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Heartening Chorus Programs : Ojai Camerata tunes up for its fourth season not long after Ventura County Master Chorale performed 'Carmina Burana.'

November 17, 1994|JOSEF WOODARD | SPECIAL TO THE TIMES

A formidable pack of music lovers flocked to the Oxnard Civic Auditorium two weekends ago to hear the Ventura County Master Chorale strike up the cozily ritualistic pageantry of Carl Orff's "Carmina Burana."

It was a good crowd with big ears in a spacious venue. Never mind that, next spring, the neighboring Los Robles Master Chorale will be introducing Orff's grand work to the Civic Arts Plaza. The skeptic might wonder, what gives here?

For whatever reason, there seems to be a healthy appetite for choral music in Ventura County, both in terms of an audience and of singers to fill the ensemble ranks. It was a massive but supple, confident ensemble sound that radiated from the stage in Oxnard, under Burns Taft's able direction. Local soprano Diane Plaster filled in for ailing guest soloist Louisa Ann Parks.

This was Orff's piano-percussion arrangement, and the unusual sight and sound of three pianos and percussion battery beneath the choral forces added to the freshness of the affair. Dancing pianos and tympany substituted for the "orchestra" passage in "On the Lawn." The soaring and guttural, sacred and profane voices were an effective contrast to the percussively derived textures.

The concert's brief first half belonged to other Orff works: Music for Children, Vol. 2, performed by the Master Chorale Children's Chorus; and "Veni Creator Spiritus." In this provocative 1930 work, haunting cadences build to powerful climaxes and doleful long notes sail distractedly over bubbling rhythms. The ensemble caught the spirit of Orff and delivered it neatly.

The Master Chorale's next concerts will be a Christmas-related program, on Dec. 10 and 17 at various churches around the county, culminating in their annual concert at the San Buenaventura Mission on Dec. 18.

'Hispanica Viva' in Ojai

Meanwhile, in another corner of the county, the Ojai Camerata will be launching its fourth season this Saturday night. No one can accuse the group, under Charles McDermott's direction, of taking the safe road. Last season's opening concert was "An American Collage," with music by Charles Ives, Emma Lou Diemer, Aaron Copland and Amy Beach.

This year's opener, an enticing program under the title "Hispanica Viva!," will feature music by Spanish Renaissance composer Cristobal Morales and the late great Argentine composer-bandoneon player Astor Piazzolla, who reigned over the field of innovative "nuevo tango."

In one sense, the centerpiece of the concert will be yet another local premiere by composer Miguel del Aguila. The 37-year-old composer calls Oxnard home, but his reputation in the music world at large continues to broaden.

Just this fall, his "Conga Line in Hell" was performed by the Juilliard Ensemble in New York. That was just prior to the world premiere of his larger-scaled companion piece, "Conga," ushered into the world by the Ventura County Symphony.

What the audience will hear in Ojai this weekend is something older and more piecemeal from Aguila's library. For this occasion, Aguila has created a choral suite from his opera "Cuauhtemoc." The opera, which deals with the last Aztec emperor, entails 450 pages of music. It is his magnum opus, so far.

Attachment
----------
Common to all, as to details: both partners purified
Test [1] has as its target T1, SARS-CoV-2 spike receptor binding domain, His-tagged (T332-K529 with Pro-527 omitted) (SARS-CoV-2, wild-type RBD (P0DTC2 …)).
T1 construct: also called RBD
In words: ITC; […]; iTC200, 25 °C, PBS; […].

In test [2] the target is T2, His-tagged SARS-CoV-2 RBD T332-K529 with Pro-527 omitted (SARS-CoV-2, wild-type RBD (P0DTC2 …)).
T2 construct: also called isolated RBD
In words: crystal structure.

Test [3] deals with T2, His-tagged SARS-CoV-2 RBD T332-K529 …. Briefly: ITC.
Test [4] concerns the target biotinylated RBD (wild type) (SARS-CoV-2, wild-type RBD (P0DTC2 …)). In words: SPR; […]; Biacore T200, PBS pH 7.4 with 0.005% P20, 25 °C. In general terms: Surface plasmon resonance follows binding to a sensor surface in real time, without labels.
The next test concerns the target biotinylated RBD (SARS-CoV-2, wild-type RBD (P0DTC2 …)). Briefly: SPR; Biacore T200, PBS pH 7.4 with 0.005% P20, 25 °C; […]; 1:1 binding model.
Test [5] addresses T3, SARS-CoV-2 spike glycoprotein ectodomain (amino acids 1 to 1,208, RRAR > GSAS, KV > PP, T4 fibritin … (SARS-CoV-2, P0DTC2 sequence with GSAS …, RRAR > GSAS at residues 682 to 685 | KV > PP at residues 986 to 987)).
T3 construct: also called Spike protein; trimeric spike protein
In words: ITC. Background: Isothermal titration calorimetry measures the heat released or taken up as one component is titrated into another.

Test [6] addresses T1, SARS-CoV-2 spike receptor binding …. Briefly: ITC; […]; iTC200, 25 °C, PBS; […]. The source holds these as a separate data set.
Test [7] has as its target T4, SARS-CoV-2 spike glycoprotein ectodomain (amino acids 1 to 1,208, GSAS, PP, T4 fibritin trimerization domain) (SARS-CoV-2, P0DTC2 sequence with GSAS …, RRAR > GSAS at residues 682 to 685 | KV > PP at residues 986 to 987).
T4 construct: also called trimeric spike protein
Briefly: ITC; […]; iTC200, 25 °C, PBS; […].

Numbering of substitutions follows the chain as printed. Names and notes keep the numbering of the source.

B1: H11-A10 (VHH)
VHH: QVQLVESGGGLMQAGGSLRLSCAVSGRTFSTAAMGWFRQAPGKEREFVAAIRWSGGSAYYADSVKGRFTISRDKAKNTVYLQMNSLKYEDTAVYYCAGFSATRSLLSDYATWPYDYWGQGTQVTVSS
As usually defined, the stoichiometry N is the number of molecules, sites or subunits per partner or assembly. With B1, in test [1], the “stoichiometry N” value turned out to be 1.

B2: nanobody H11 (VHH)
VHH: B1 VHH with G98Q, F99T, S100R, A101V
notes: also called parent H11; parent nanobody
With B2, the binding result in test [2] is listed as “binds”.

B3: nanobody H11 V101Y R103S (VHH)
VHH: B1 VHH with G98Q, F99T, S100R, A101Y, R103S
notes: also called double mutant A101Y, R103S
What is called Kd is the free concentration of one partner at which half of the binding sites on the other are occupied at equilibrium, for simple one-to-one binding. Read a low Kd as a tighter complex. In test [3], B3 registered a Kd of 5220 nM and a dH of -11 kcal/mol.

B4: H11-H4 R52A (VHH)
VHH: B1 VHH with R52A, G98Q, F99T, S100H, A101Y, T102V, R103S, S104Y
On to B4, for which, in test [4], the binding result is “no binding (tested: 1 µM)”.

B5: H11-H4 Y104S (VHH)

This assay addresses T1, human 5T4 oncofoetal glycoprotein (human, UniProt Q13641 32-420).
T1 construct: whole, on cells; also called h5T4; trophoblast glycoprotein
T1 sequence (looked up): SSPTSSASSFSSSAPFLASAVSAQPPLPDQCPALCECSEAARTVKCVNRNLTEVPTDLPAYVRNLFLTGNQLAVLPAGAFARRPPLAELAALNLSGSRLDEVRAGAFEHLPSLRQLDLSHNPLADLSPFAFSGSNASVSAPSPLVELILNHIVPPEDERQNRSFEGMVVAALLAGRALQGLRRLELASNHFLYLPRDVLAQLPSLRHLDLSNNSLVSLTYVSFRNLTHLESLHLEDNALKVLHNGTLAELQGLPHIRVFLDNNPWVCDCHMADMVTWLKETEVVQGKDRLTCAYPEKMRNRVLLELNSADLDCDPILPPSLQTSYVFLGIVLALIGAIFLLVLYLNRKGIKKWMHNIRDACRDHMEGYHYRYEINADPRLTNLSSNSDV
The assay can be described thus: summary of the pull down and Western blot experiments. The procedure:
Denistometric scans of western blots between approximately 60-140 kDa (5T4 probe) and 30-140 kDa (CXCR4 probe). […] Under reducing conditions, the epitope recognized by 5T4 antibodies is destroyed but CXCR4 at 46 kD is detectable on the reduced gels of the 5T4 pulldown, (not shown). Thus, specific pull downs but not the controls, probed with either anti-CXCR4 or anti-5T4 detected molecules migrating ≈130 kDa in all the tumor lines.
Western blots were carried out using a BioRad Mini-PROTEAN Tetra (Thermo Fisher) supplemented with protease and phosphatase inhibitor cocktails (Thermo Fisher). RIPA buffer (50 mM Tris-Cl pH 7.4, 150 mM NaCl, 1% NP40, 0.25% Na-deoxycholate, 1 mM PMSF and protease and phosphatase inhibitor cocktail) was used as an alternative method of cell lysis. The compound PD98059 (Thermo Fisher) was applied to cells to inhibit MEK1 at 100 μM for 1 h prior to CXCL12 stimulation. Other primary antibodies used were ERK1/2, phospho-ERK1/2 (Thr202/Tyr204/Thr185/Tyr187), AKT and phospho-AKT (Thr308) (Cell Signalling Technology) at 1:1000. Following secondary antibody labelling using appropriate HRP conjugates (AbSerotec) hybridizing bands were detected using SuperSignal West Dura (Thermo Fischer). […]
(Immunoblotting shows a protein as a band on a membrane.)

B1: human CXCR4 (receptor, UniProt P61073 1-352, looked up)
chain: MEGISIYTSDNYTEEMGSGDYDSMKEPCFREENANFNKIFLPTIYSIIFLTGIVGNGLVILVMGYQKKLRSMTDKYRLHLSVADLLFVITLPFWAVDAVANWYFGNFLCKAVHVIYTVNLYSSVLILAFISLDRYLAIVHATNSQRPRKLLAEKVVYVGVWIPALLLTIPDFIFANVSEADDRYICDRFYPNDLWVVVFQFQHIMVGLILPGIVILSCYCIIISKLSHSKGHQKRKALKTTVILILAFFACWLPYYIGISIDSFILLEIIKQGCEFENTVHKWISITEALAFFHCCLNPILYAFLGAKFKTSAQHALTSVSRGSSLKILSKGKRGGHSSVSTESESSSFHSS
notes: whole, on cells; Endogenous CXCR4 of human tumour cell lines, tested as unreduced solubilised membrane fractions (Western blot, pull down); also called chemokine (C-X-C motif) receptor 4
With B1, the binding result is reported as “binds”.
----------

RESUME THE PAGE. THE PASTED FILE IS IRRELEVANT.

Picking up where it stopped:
"It took one year of hard work for which I wouldn't get paid," Aguila said. "I realized that, because the story was told from the Indians' perspective, in the same year when the whole world was celebrating the discovery of America and its interpretation in European history, it would be hard to get a commission. So I just decided to work on it."

What is the status of the opera now? Are there any potential productions?

"I'm still waiting for somebody to come along with big bucks," he laughed.

Barring the arrival of a patron or producer willing to put the opera on in its intended grand manner, del Aguila is getting snippets of the work out in concert format.

"I can do it in concert like this, in different suites," said del Aguila, "which is a nice way to expose the audience to it, or I can do a chamber version and then downscale it. Or I can do the big version. But I cannot do anything in between. If they want to do the big version of this opera, it's a lot of money."

One problem Aguila doesn't face, at least not to the degree that many new music composers do, is that of audience appreciation. Contemporary music has often alienated uninitiated listeners by favoring intellectual schemes and modes of "difficult listening" over emotional fiber. Although he deploys enough structural or tension-inducing elements to maintain cerebral interest in his music, del Aguila also seems to go for the gut, leaning toward narrative or programmatic ideas to keep the blood flowing.

"I lived long enough in Vienna to react against head music," he said. "I guess my music is becoming very theatrical. I read a lot of plays and I get so many ideas about performing music and how to write it, and the timing and editing. I think that's what makes my music sound theatrical or alive to many people. I don't think of notes, but the psychological meaning behind the music."

Modesty is the rule when it comes to the concert seasons of these groups, working within stifling budgetary realities by presenting only a few performances per year. Even so, the sum total of choral performances in the county this season is heartening for anybody who loves the sound of massed voices raised in song.

Details

* WHAT: The Ojai Camerata will perform works by Miguel del Aguila, Cristobal Morales, and Astor Piazzolla.

* WHEN: Saturday at 8 p.m.

* WHERE: Ojai Presbyterian Church, 304 N. Foothill Road in Ojai.

* CALL: 646-5030.

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